After seven years of formal separation, the Palestinian parties of Fatah and Hamas have agreed to come together and form a unity government. Since the U.S. and Israel consider Hamas a terrorist group instead of a political party, they both vehemently oppose the agreement.
“It is hard to see how Israel can be expected to negotiate with a government that doesn’t believe in its right to exist,” asserted State Department spokesperson Jen Psaki.
It shouldn’t be news to Psaki that the negotiations already fell apart because of Israel (according to John Kerry). So the agreement does not have an appreciable effect on peace talks. But more importantly, Psaki’s inability to see the inherent hypocrisy in her statement is almost shocking.
The US spokesperson said that Israel cannot be expected to negotiate with a party that does not believe it has a right to exist. The hypocrisy and irony is thick. Israel doesn’t recognize the right of Palestine to exist. As for the demand that Hamas renounce violence, likewise, Israel has not renounced violent aggression toward the Palestinians, something it and its settler surrogates engage in daily. The fact is that parties to negotiations are often engaged in violence against one another (hence the negotiations) and often don’t recognize each other’s legitimacy at the start.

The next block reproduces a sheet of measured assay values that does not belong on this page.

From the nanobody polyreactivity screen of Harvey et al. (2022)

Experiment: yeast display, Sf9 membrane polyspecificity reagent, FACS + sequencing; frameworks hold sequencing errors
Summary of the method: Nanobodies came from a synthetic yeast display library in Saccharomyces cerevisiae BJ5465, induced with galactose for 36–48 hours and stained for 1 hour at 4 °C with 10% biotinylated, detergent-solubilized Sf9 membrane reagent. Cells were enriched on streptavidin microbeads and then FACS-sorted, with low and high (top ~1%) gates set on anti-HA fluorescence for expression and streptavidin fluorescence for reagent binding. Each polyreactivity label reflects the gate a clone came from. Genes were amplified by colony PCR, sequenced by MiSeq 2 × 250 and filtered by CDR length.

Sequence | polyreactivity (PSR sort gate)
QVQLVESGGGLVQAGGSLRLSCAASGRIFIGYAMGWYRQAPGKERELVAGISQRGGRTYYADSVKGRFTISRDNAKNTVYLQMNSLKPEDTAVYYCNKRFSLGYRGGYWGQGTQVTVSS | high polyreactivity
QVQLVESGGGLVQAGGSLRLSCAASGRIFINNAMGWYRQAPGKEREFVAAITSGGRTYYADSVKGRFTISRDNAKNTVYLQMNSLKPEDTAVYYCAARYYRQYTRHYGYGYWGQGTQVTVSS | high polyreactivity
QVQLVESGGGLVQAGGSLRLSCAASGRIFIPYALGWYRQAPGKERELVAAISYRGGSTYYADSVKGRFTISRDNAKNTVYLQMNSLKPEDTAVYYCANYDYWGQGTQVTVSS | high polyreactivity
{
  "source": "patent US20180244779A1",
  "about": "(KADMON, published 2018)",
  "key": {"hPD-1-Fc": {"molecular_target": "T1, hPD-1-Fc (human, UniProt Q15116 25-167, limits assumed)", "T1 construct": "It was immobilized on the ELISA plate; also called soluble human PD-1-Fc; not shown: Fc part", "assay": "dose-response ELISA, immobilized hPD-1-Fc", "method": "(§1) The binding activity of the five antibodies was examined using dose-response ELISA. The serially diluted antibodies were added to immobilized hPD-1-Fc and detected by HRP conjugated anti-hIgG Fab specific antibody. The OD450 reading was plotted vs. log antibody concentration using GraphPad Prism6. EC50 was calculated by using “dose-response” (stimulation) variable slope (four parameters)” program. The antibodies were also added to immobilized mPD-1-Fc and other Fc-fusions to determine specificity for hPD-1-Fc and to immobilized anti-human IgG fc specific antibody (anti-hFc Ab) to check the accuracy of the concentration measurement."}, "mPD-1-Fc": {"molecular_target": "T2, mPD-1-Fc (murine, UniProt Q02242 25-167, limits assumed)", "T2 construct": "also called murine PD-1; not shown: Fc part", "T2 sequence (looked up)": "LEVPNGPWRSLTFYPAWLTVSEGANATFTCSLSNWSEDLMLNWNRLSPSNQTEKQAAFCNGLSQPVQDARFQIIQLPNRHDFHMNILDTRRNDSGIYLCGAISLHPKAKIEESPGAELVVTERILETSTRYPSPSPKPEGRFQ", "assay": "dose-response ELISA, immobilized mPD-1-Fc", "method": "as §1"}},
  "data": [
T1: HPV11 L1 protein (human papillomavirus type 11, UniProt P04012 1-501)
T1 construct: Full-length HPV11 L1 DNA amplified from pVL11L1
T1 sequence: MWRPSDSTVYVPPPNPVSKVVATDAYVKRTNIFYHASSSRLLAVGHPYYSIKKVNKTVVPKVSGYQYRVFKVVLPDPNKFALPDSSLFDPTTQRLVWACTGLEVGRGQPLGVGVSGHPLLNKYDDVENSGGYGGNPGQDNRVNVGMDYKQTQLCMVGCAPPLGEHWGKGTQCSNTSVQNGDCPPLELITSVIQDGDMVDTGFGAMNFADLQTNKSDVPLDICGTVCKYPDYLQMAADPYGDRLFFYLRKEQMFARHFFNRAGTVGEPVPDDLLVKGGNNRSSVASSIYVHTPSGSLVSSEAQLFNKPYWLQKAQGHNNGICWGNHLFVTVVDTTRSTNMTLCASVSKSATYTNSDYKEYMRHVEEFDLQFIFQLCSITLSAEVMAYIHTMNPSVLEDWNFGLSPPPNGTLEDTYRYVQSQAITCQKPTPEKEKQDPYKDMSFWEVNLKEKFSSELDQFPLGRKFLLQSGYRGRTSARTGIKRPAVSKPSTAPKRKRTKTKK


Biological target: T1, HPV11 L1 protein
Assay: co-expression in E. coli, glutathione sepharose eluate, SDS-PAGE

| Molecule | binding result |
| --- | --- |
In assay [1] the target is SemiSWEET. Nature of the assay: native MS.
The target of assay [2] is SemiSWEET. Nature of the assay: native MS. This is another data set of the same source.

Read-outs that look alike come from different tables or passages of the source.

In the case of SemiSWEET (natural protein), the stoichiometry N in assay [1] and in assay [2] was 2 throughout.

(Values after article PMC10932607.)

Palestinians must recognize Israel’s right to exist, but Israel can, through its words and its actions, deny Palestine’s right to exist. Palestinians must renounce all violence in order to have legitimacy in peace talks, whereas Israel is not only exempt from this obligation but can use violence as a matter of routine. Indeed, “After the agreement was announced,” reports the Guardian, Israel “launched an air strike on a site in the north of the Gaza Strip, wounding 12 people including children.” The message apparently is that Palestinians better not come to political agreements that Israel opposes, or else Israel will drop bombs on their children.